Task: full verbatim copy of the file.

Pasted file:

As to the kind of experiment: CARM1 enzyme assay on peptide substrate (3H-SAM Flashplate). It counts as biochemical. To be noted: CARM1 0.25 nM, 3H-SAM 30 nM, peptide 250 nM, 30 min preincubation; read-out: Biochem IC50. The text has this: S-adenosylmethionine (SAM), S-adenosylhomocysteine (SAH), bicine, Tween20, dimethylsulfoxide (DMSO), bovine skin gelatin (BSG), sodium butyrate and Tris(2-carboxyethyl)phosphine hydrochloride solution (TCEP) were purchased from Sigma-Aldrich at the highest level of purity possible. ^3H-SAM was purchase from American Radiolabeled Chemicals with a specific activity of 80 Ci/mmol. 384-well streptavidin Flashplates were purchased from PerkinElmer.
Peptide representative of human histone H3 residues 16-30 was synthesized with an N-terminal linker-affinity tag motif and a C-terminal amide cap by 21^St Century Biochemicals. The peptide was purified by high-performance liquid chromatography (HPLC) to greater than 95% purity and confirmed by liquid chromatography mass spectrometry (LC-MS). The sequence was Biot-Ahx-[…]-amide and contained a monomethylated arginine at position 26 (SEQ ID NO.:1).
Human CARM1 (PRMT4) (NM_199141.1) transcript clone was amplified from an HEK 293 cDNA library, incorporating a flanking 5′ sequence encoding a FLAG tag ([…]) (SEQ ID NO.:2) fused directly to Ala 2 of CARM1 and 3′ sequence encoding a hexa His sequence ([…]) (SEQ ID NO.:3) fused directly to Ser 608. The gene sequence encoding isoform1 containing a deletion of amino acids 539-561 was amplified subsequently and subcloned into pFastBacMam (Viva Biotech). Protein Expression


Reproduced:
As to the kind of experiment: CARM1 enzyme assay on peptide substrate (3H-SAM Flashplate). It counts as biochemical. To be noted: CARM1 0.25 nM, 3H-SAM 30 nM, peptide 250 nM, 30 min preincubation; read-out: Biochem IC50. The text has this: S-adenosylmethionine (SAM), S-adenosylhomocysteine (SAH), bicine, Tween20, dimethylsulfoxide (DMSO), bovine skin gelatin (BSG), sodium butyrate and Tris(2-carboxyethyl)phosphine hydrochloride solution (TCEP) were purchased from Sigma-Aldrich at the highest level of purity possible. ^3H-SAM was purchase from American Radiolabeled Chemicals with a specific activity of 80 Ci/mmol. 384-well streptavidin Flashplates were purchased from PerkinElmer.
Peptide representative of human histone H3 residues 16-30 was synthesized with an N-terminal linker-affinity tag motif and a C-terminal amide cap by 21^St Century Biochemicals. The peptide was purified by high-performance liquid chromatography (HPLC) to greater than 95% purity and confirmed by liquid chromatography mass spectrometry (LC-MS). The sequence was Biot-Ahx-[…]-amide and contained a monomethylated arginine at position 26 (SEQ ID NO.:1).
Human CARM1 (PRMT4) (NM_199141.1) transcript clone was amplified from an HEK 293 cDNA library, incorporating a flanking 5′ sequence encoding a FLAG tag ([…]) (SEQ ID NO.:2) fused directly to Ala 2 of CARM1 and 3′ sequence encoding a hexa His sequence ([…]) (SEQ ID NO.:3) fused directly to Ser 608. The gene sequence encoding isoform1 containing a deletion of amino acids 539-561 was amplified subsequently and subcloned into pFastBacMam (Viva Biotech). Protein Expression